Composer Spotlight Q&A: Rufus Isabel Elliot

Rufus Isabel Elliot is a Glasgow based composer and musician who we worked with in 2020 as part of our lockdown composing commission and skills development opportunity.

Rufus has been working on a number of projects recently including producing the OVER/AT series, a platform for trans and non-binary folks to speak for, with and by themselves.

Read on to find out more about Rufus and OVER/AT in our Q&A below. 

What stage are you at in your career right now? 

Hard to say without a crystal ball, I guess.

I graduated from a Masters in Music studying with David Fennessy at the RCS in 2020. Since then I’ve been lucky to get to work on a clutch of new pieces and projects, and keep learning through them.

When and what made you decide to pursue composition as a career?

I feel like this was in some ways a close shave. I got interested in composing whilst studying my A Level in music. It gradually became the main way I was thinking musically (and then just the main way I was thinking). My A Level teacher – and wonderful composer – Darren Bloom would casually throw out such gems as ‘Ah, well, yeah, I find composing hard too’, and ‘You know, you don’t have to write like this [gestures at rubbish A Level composition] if you don’t want to’, which gave me the freedom and confidence to express myself.

I studied English Literature at university, and am glad and proud that I did, but I did used to wake up every morning and think about the fact that I wasn’t studying music. 

Do you have a favourite composition you have written and why? 

I’m not sure about favourite, but I have worked on some music which has kind of shaped my voice as a musician, and maybe even opened back up the possibility of making music to me.

At the start of my Masters, I began working on something that has grown into a piece called ‘Sexual Signs for Solo Violin (this and this and this)’. It takes in three different places, and I wanted to breathe the quiet of certain experiences into the music.
I worked with text in a way that was really expressive for me, and worked with melodies that felt true and honest to my experience and imagination. When I open that score now, it’s like being transported to that place.

Have you been involved in any special musical or compositional projects during lockdown?

I have…

In March 2020, I launched something called OVER / AT – a Scottish trans, non-binary, and gender-diverse music-making world. I had put together a gig at the Glad Cafe in Glasgow, and it was a beautiful, celebratory evening of trans and non-binary music-making. Then, maybe less than a week later, gigs were all cancelled, and the first lockdown began.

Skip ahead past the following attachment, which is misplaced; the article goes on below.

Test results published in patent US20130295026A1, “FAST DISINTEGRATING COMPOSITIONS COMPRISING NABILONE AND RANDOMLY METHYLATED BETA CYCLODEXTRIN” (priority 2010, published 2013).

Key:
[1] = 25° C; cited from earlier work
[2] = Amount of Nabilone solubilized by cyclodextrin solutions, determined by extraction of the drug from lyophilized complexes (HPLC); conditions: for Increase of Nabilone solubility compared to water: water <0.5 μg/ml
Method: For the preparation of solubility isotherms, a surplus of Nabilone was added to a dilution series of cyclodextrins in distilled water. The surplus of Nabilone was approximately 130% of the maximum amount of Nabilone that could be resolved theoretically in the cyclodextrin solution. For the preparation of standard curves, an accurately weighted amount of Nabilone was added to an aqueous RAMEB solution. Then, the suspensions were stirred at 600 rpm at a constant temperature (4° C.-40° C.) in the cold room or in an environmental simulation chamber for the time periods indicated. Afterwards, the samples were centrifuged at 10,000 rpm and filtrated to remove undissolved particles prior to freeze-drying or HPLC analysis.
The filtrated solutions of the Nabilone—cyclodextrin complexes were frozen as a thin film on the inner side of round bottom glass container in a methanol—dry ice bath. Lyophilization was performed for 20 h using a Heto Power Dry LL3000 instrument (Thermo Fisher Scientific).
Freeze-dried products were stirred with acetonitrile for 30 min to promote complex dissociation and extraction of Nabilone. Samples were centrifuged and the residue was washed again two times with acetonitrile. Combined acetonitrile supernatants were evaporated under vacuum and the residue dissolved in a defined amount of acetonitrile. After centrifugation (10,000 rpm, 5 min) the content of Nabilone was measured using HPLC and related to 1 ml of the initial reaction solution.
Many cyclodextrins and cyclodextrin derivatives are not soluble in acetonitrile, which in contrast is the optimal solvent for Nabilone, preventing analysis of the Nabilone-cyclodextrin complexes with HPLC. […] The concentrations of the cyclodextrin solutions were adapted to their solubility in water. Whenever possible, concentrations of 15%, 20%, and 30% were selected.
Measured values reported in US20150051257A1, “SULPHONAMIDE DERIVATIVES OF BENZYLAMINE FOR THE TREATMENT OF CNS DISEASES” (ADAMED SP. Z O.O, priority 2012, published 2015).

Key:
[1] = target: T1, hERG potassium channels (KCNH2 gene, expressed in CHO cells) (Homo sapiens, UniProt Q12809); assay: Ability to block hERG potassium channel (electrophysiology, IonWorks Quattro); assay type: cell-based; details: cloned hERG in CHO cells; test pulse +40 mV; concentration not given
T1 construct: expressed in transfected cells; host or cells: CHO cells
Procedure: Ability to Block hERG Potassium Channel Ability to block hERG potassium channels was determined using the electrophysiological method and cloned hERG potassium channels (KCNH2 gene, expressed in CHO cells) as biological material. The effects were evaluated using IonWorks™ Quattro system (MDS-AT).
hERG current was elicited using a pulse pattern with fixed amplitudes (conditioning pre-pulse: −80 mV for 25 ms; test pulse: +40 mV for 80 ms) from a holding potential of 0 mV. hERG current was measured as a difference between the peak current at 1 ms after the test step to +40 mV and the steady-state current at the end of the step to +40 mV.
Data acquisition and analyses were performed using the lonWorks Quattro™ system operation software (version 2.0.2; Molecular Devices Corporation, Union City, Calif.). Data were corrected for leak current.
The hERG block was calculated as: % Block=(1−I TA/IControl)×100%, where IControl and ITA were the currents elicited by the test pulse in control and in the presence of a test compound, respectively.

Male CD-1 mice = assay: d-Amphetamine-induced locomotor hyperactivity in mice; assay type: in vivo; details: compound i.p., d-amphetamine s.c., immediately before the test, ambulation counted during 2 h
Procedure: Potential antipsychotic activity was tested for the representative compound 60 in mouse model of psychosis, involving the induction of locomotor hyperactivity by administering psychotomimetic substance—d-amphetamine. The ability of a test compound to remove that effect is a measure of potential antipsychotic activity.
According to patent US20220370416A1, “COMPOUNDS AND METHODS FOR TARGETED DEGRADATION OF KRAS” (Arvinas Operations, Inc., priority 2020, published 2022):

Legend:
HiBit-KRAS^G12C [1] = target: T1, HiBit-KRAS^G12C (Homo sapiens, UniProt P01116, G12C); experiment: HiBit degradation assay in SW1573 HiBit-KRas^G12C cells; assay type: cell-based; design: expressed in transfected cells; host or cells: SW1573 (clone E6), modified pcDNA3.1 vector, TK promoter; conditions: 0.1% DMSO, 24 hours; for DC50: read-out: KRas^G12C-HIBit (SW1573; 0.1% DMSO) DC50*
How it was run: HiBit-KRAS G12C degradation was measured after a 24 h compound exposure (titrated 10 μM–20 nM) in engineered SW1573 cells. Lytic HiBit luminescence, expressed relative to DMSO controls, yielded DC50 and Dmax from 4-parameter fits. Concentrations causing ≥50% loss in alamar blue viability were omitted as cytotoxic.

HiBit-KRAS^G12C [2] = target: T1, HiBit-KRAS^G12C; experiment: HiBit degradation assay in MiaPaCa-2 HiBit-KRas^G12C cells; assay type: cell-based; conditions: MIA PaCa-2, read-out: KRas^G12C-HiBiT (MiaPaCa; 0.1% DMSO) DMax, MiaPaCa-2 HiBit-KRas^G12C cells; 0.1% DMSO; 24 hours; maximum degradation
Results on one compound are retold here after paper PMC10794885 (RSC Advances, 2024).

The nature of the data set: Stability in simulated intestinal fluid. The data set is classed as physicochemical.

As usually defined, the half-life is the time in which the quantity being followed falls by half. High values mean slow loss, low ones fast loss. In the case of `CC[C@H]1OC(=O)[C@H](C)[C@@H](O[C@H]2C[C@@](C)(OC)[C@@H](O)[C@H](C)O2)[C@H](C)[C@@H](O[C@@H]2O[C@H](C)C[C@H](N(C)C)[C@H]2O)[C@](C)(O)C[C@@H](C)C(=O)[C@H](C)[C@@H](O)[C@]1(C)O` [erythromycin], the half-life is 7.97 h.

During that first lockdown, I was fortunate to be appointed to Sound and Music’s Composer-Curator scheme, which allowed me to keep working on the project, and be supported by them to adapt it for our present moment. Their support gave me a springboard to get different folks involved, and grow the project into the “world” it is becoming, making folk in our world sit up and take trans music-making seriously.

Over the last year, then, I have developed the OVER / AT E.P., FOLKS’ SONGS [], imagining a kind of trans Living Tradition, with new commissions from Matthew Arthur Williams, Malin Lewis, and Harry Josephine Giles. Whilst working with this producer hat on some days, I have also been working on a new longer-form piece of vocal music inspired by the ways our experiences live in the voice. I’m looking forward to being able to share and present it in the autumn.

I’ve been working (slowly!) on an album release with composer and violinist Harry Gorski-Brown. We were able to record back in the autumn, and have been exchanging mixes online over the winter.

And a couple other pieces and projects I’m going to keep hushed on for now! Wonderful collaborations with wonderful folk.

What are your compositional aspirations post pandemic, and have they changed from before 2020?

I feel like at the moment I’m always turning over new stones in the inner world, and noticing places that need exploring. The same holds true now. Maybe the places are more vagrant, more drifter, and less domestic and small than they were a couple of years ago…

What music have you been listening to lately that you would recommend to others?

I love sending folk music. I’m a right pain about it. Here’s some…

I was listening to this whilst writing – a recent release from Quinie:

This is a beautifully made home-recording album with a pandemic context from incredible Georgian Aşıq Nargilə, a traditional musician with roots in Azerbaijan and Georgia:

This is something I started listening to in the first lockdown, and was recommending to a friend again this week:

And an amazing solo violin album – always need more strings in my life – also made during the spring in 2020. I like Eight Whiskus:
And right now I am listening to Willie Dunn daily:

Click on the links below to follow Rufus and OVER/AT: